«Hal Abelson Ken Ledeen Harry Lewis Upper Saddle River, NJ • Boston • Indianapolis • San Francisco New York • Toronto • Montreal • London ...»
The library project will certainly be beneficial to Google by making its search engine more valuable, and Google is indeed scanning the books without permission from the copyright holders. Are they “appropriating property” and extracting value from it without compensating the owners, not even asking for permission? Should Google be permitted to do that? If you write a book, and that’s “property” that you “own,” how far should the limits of your ownership extend?
As a society, we have faced this kind of question before. If a stream runs through your land, do you own the water in the stream? Are there limits to your ownership? Can you pump out that water and sell it—even if that would
CHAPTER BALANCE TOPPLED
COPYRIGHT WEB SEARCHING
cause water shortages downstream? What about the obligations of landowners upstream from you? These were major controversial issues in the western U.S. in the nineteenth century, which eventually resulted in codifying a system of limited property rights that landowners have to the water running through their land.
Suppose an airplane flies over your land. Is that trespassing? Suppose the plane is flying very low. How far upward does your property right extend?
From ancient times, property rights were held to reach upward indefinitely.
Perhaps airlines should be required to seek permission from every landowner whose property their planes traverse. Imagine being faced with that regulatory question at the dawn of the Aviation Age. Should we require airlines to obtain that permission out of respect for property and ownership? That might have seemed reasonable at a time when planes flew at only a few thousand feet. But had society done that, what would have been the implications for innovation in air travel? Would we ever have seen the emergence of transcontinental flight, or would the path to that technology have been blocked by thickets of regulation? Congress forestalled the growth of those thickets by nationalizing the navigable airspace in 1926.
Similarly, should we require Google to get permission from every book’s copyright holder before including it in the index? It seems perfectly reasonable—and in fact other book indexing projects are underway that do seek that permission. Yet perhaps book search is the fledging digital equivalent of the low-flying aircraft. Can we envision the future transcontinental flights, where books, music, images, and videos are automatically extracted, sampled, mixed, and remixed; fed into massive automated reasoning engines; assimilated into the core software of every personal computer and every cell phone— and thousands of other things for which the words don’t even exist yet?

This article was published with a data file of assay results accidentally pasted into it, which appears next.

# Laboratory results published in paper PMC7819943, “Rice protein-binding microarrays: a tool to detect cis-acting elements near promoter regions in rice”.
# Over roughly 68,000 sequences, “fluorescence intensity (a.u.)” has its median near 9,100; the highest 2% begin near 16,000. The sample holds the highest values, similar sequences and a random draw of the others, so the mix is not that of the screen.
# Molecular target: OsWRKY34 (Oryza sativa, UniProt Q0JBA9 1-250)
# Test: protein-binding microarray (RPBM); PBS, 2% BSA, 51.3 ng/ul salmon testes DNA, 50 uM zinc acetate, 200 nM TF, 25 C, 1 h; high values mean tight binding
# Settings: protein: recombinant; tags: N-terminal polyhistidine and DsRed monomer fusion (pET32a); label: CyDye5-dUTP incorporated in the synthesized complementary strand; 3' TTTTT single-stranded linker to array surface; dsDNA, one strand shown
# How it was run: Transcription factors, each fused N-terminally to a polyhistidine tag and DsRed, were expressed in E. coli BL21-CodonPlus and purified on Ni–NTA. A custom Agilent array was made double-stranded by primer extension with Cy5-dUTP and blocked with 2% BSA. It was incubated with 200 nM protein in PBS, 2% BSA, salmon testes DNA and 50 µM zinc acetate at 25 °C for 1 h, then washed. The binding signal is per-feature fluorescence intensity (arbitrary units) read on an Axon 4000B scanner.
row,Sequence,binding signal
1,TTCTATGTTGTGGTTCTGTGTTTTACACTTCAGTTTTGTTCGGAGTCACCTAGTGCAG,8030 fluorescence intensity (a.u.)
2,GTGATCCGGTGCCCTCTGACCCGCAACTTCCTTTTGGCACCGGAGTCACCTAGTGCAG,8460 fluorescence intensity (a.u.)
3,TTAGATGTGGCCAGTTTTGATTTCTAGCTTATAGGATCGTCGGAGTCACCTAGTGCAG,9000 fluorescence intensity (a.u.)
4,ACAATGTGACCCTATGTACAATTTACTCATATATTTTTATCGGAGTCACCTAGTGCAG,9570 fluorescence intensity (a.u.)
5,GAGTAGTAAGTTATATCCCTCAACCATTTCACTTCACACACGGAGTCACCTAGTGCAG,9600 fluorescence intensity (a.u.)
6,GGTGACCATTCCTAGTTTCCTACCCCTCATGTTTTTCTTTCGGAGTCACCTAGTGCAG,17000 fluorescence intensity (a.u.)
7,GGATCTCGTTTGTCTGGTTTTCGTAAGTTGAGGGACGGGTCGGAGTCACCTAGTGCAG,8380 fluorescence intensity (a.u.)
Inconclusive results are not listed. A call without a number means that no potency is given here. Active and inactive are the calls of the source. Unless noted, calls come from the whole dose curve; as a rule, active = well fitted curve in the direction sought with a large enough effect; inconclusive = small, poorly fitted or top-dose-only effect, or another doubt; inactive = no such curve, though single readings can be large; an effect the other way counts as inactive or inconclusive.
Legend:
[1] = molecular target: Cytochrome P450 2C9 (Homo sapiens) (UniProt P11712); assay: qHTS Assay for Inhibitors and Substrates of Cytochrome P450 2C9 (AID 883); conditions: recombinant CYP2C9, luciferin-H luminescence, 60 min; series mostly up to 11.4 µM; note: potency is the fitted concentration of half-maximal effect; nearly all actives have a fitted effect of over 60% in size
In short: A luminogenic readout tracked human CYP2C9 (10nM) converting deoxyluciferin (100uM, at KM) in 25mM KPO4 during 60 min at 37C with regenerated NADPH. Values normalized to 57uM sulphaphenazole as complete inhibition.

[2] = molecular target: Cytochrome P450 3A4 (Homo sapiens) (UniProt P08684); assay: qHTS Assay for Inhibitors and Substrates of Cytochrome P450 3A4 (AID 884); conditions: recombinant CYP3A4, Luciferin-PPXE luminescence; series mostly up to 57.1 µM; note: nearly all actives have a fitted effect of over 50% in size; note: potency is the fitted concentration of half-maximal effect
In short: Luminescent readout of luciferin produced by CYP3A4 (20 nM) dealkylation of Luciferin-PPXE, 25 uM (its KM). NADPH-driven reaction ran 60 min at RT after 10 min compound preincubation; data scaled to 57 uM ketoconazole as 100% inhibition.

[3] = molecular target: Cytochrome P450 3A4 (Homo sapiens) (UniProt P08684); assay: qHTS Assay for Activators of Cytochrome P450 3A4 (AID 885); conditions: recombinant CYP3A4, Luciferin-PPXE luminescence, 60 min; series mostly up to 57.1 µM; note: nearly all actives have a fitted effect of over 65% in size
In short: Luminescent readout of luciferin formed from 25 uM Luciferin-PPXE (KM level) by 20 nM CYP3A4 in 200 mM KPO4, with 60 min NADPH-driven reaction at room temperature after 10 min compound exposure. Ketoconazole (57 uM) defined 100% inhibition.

228 BLOWN TO BITS What’s the proper balance? How far “upward” into the bursting information space should property rights extend? What should ownership even mean when we’re talking about bits? We don’t know, and finding answers won’t be easy. But somehow, we must learn to fly.
✷ The digital explosion casts information every which way, breaching established boundaries of property. Technologies have confounded copyright—the rules that would regulate and restrain bits in their flight. Technological solutions have been brought to bear on the problems technology created. Those solutions created de facto policies of their own, bypassing the considerations of public interest on which copyright was balanced.
Property lines are not the only boundaries the explosion is breaching, and copyright is not the only arena in which information regulation is challenged.
Bits fly across national borders. They fly into private homes and public places carrying content that is unwanted, even harmful—content that has historically been restricted, not by copyright, but by regulations against defamation and pornography. Yet the bits fly anyway, and that is the conundrum to which we now turn.